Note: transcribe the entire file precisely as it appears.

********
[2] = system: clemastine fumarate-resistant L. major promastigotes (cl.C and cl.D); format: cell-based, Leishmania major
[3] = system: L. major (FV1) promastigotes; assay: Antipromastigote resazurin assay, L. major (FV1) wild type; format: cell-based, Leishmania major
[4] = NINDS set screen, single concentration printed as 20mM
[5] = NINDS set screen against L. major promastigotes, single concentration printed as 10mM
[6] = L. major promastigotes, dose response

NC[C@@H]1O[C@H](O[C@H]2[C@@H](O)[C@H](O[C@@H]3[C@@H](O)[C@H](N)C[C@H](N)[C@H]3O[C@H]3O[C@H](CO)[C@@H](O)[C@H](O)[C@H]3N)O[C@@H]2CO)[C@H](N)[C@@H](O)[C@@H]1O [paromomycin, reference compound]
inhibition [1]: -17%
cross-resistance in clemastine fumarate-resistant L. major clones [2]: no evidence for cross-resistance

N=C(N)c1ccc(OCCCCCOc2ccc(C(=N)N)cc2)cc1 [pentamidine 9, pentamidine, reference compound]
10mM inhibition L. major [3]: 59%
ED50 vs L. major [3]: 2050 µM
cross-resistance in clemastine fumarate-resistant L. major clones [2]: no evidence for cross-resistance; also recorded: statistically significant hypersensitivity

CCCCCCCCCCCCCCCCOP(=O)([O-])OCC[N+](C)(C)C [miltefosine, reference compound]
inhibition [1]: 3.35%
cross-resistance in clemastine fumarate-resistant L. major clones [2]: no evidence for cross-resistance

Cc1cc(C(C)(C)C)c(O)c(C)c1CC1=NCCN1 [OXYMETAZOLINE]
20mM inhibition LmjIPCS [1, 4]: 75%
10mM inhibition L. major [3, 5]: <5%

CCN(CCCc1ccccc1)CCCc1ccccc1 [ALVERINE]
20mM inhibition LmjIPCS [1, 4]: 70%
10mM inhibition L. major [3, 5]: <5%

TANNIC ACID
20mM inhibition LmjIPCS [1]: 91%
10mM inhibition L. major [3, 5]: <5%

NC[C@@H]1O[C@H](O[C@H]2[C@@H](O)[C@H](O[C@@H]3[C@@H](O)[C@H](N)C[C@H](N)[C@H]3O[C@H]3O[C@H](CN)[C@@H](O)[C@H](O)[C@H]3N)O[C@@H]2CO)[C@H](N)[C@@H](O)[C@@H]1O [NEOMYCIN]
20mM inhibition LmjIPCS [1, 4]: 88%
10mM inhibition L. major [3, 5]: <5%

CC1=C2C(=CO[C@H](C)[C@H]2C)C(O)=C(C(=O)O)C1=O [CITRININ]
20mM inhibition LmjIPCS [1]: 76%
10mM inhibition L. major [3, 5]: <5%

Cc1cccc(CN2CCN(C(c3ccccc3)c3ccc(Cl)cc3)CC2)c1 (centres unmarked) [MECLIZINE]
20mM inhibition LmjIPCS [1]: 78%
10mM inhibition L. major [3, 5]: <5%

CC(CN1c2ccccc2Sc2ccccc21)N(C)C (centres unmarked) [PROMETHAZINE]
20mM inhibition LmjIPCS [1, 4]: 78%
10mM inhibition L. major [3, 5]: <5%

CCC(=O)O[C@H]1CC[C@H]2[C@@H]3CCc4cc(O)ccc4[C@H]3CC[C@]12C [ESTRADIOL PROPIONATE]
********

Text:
[2] = system: clemastine fumarate-resistant L. major promastigotes (cl.C and cl.D); format: cell-based, Leishmania major
[3] = system: L. major (FV1) promastigotes; assay: Antipromastigote resazurin assay, L. major (FV1) wild type; format: cell-based, Leishmania major
[4] = NINDS set screen, single concentration printed as 20mM
[5] = NINDS set screen against L. major promastigotes, single concentration printed as 10mM
[6] = L. major promastigotes, dose response

NC[C@@H]1O[C@H](O[C@H]2[C@@H](O)[C@H](O[C@@H]3[C@@H](O)[C@H](N)C[C@H](N)[C@H]3O[C@H]3O[C@H](CO)[C@@H](O)[C@H](O)[C@H]3N)O[C@@H]2CO)[C@H](N)[C@@H](O)[C@@H]1O [paromomycin, reference compound]
inhibition [1]: -17%
cross-resistance in clemastine fumarate-resistant L. major clones [2]: no evidence for cross-resistance

N=C(N)c1ccc(OCCCCCOc2ccc(C(=N)N)cc2)cc1 [pentamidine 9, pentamidine, reference compound]
10mM inhibition L. major [3]: 59%
ED50 vs L. major [3]: 2050 µM
cross-resistance in clemastine fumarate-resistant L. major clones [2]: no evidence for cross-resistance; also recorded: statistically significant hypersensitivity

CCCCCCCCCCCCCCCCOP(=O)([O-])OCC[N+](C)(C)C [miltefosine, reference compound]
inhibition [1]: 3.35%
cross-resistance in clemastine fumarate-resistant L. major clones [2]: no evidence for cross-resistance

Cc1cc(C(C)(C)C)c(O)c(C)c1CC1=NCCN1 [OXYMETAZOLINE]
20mM inhibition LmjIPCS [1, 4]: 75%
10mM inhibition L. major [3, 5]: <5%

CCN(CCCc1ccccc1)CCCc1ccccc1 [ALVERINE]
20mM inhibition LmjIPCS [1, 4]: 70%
10mM inhibition L. major [3, 5]: <5%

TANNIC ACID
20mM inhibition LmjIPCS [1]: 91%
10mM inhibition L. major [3, 5]: <5%

NC[C@@H]1O[C@H](O[C@H]2[C@@H](O)[C@H](O[C@@H]3[C@@H](O)[C@H](N)C[C@H](N)[C@H]3O[C@H]3O[C@H](CN)[C@@H](O)[C@H](O)[C@H]3N)O[C@@H]2CO)[C@H](N)[C@@H](O)[C@@H]1O [NEOMYCIN]
20mM inhibition LmjIPCS [1, 4]: 88%
10mM inhibition L. major [3, 5]: <5%

CC1=C2C(=CO[C@H](C)[C@H]2C)C(O)=C(C(=O)O)C1=O [CITRININ]
20mM inhibition LmjIPCS [1]: 76%
10mM inhibition L. major [3, 5]: <5%

Cc1cccc(CN2CCN(C(c3ccccc3)c3ccc(Cl)cc3)CC2)c1 (centres unmarked) [MECLIZINE]
20mM inhibition LmjIPCS [1]: 78%
10mM inhibition L. major [3, 5]: <5%

CC(CN1c2ccccc2Sc2ccccc21)N(C)C (centres unmarked) [PROMETHAZINE]
20mM inhibition LmjIPCS [1, 4]: 78%
10mM inhibition L. major [3, 5]: <5%

CCC(=O)O[C@H]1CC[C@H]2[C@@H]3CCc4cc(O)ccc4[C@H]3CC[C@]12C [ESTRADIOL PROPIONATE]